Of course this is reflected in the way we communicate, and one huge change that has occurred during my lifetime is the way we use symbols on the keyboard. Now I totally avoided computer programming when I was in college, so I never caught on to what back-slashes and forward slashes and colons meant when you were telling a computer what to do. But I can remember how dumbfounded I was when somebody tried to explain to me how email worked. Why I was going to be twmurray@juno.com made no sense to me, but I began using the symbols I was told to use, and I’ve sort of learned to do what I’m supposed to do without even wondering why we do it.

You can’t find me @juno.com anymore, but you can follow me on twitter, and I might even start using a hashtag every now and then because I finally sort of get it. And here’s my short tutorial on how twitter works. If you really want to understand how it works you should talk to Kelli or most anyone else in the room, but as I say, I’m more interested in communicating what I think than what is true.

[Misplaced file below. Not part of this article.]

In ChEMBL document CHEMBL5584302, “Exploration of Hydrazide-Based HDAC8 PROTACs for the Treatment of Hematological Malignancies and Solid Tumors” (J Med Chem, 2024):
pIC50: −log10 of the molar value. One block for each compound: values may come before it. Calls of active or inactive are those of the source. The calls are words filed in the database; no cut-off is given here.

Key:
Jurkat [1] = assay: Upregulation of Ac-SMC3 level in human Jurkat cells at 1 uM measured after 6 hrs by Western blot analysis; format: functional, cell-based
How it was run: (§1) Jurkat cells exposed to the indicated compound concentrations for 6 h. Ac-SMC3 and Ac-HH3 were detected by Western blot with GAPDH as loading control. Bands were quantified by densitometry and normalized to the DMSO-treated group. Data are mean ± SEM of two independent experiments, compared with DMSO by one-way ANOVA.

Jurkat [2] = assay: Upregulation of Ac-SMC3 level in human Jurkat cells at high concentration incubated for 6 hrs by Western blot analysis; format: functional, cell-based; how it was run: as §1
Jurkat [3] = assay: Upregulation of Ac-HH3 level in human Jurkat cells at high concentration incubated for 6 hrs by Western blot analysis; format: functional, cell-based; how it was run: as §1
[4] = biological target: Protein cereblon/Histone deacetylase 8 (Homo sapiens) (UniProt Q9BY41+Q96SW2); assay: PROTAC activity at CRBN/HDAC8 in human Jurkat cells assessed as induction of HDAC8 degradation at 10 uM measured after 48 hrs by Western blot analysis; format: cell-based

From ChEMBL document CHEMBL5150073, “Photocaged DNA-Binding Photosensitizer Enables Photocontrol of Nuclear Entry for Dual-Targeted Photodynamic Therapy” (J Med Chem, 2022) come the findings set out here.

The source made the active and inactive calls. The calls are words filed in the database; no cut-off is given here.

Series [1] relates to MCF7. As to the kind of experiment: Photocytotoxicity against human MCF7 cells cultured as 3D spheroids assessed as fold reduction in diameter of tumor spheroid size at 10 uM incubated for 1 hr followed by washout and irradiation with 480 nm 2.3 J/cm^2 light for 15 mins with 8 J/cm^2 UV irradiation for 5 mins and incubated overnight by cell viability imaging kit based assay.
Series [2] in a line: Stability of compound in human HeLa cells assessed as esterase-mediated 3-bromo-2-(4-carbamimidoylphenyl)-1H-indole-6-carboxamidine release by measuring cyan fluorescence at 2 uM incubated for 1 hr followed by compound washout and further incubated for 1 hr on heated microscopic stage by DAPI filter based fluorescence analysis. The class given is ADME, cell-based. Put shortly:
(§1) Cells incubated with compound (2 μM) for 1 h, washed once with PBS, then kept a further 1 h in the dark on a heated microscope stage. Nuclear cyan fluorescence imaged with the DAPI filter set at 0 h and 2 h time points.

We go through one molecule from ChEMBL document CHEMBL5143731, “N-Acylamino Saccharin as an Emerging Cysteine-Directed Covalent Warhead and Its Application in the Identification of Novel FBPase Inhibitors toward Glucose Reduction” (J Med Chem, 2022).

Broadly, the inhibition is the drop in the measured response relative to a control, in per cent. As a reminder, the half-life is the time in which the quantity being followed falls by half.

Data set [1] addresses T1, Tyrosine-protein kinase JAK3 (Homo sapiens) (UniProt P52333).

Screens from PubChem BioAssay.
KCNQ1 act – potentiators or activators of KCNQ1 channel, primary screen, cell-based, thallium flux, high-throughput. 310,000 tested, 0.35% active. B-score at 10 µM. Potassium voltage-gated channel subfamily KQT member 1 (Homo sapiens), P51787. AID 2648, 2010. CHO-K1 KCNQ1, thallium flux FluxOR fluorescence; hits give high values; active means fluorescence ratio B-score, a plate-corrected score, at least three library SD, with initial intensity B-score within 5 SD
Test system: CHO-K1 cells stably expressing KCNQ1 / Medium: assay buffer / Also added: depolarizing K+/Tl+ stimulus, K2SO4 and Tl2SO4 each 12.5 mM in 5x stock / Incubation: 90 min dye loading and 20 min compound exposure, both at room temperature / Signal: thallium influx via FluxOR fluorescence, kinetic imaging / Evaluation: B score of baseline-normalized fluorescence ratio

If you abide in the twitter universe you have an address which is a name that begins with the @ sign. Don’t ask why – it just is. And once you have an account other people can notice that you’re there and they can choose to follow you. And what that means is that anytime you type a short message and send it out it will go to everyone who has chosen to follow you.

And here’s where this hashtag business comes in to play. If you want to send out a thought about something that you want to be seen by people who don’t follow you can put a hashtag in front of the key word or phrase and then whoever searches for that hashtagged phrase will see what you wrote. If you are interested in a subject that others have probably tweeted about you can search for that subject with a hashtag in front of it, and you will see what everyone else in the world has had to say about that particular word or phrase.